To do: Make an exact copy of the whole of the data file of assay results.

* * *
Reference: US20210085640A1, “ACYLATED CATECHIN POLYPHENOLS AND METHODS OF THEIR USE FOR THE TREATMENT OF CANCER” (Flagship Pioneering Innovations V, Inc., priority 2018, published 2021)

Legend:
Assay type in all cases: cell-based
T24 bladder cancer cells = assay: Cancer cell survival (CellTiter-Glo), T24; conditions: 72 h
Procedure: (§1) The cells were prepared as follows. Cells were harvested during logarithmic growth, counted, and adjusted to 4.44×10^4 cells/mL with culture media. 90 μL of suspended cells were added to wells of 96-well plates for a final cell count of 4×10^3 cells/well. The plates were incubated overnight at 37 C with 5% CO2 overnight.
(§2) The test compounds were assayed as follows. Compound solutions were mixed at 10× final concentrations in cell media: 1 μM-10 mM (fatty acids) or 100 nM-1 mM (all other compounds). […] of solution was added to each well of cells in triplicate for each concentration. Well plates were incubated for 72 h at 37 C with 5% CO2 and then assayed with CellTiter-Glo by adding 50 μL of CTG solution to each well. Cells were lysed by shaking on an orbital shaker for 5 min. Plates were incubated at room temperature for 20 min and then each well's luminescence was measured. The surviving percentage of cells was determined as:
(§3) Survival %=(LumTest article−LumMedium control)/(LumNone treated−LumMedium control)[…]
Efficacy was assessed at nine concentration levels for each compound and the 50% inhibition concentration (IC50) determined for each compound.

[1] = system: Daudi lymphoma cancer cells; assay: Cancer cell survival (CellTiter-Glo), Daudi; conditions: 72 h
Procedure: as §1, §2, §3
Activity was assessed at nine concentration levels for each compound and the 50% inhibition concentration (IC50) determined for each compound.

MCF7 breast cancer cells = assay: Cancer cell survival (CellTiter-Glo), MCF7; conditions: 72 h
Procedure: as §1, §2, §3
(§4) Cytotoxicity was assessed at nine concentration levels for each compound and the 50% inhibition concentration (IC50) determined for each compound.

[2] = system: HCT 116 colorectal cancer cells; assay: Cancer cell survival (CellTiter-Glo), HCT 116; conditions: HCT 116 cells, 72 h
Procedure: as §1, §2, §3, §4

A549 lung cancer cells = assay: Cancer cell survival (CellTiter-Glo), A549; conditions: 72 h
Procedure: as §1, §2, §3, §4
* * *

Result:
Reference: US20210085640A1, “ACYLATED CATECHIN POLYPHENOLS AND METHODS OF THEIR USE FOR THE TREATMENT OF CANCER” (Flagship Pioneering Innovations V, Inc., priority 2018, published 2021)

Legend:
Assay type in all cases: cell-based
T24 bladder cancer cells = assay: Cancer cell survival (CellTiter-Glo), T24; conditions: 72 h
Procedure: (§1) The cells were prepared as follows. Cells were harvested during logarithmic growth, counted, and adjusted to 4.44×10^4 cells/mL with culture media. 90 μL of suspended cells were added to wells of 96-well plates for a final cell count of 4×10^3 cells/well. The plates were incubated overnight at 37 C with 5% CO2 overnight.
(§2) The test compounds were assayed as follows. Compound solutions were mixed at 10× final concentrations in cell media: 1 μM-10 mM (fatty acids) or 100 nM-1 mM (all other compounds). […] of solution was added to each well of cells in triplicate for each concentration. Well plates were incubated for 72 h at 37 C with 5% CO2 and then assayed with CellTiter-Glo by adding 50 μL of CTG solution to each well. Cells were lysed by shaking on an orbital shaker for 5 min. Plates were incubated at room temperature for 20 min and then each well's luminescence was measured. The surviving percentage of cells was determined as:
(§3) Survival %=(LumTest article−LumMedium control)/(LumNone treated−LumMedium control)[…]
Efficacy was assessed at nine concentration levels for each compound and the 50% inhibition concentration (IC50) determined for each compound.

[1] = system: Daudi lymphoma cancer cells; assay: Cancer cell survival (CellTiter-Glo), Daudi; conditions: 72 h
Procedure: as §1, §2, §3
Activity was assessed at nine concentration levels for each compound and the 50% inhibition concentration (IC50) determined for each compound.

MCF7 breast cancer cells = assay: Cancer cell survival (CellTiter-Glo), MCF7; conditions: 72 h
Procedure: as §1, §2, §3
(§4) Cytotoxicity was assessed at nine concentration levels for each compound and the 50% inhibition concentration (IC50) determined for each compound.

[2] = system: HCT 116 colorectal cancer cells; assay: Cancer cell survival (CellTiter-Glo), HCT 116; conditions: HCT 116 cells, 72 h
Procedure: as §1, §2, §3, §4

A549 lung cancer cells = assay: Cancer cell survival (CellTiter-Glo), A549; conditions: 72 h
Procedure: as §1, §2, §3, §4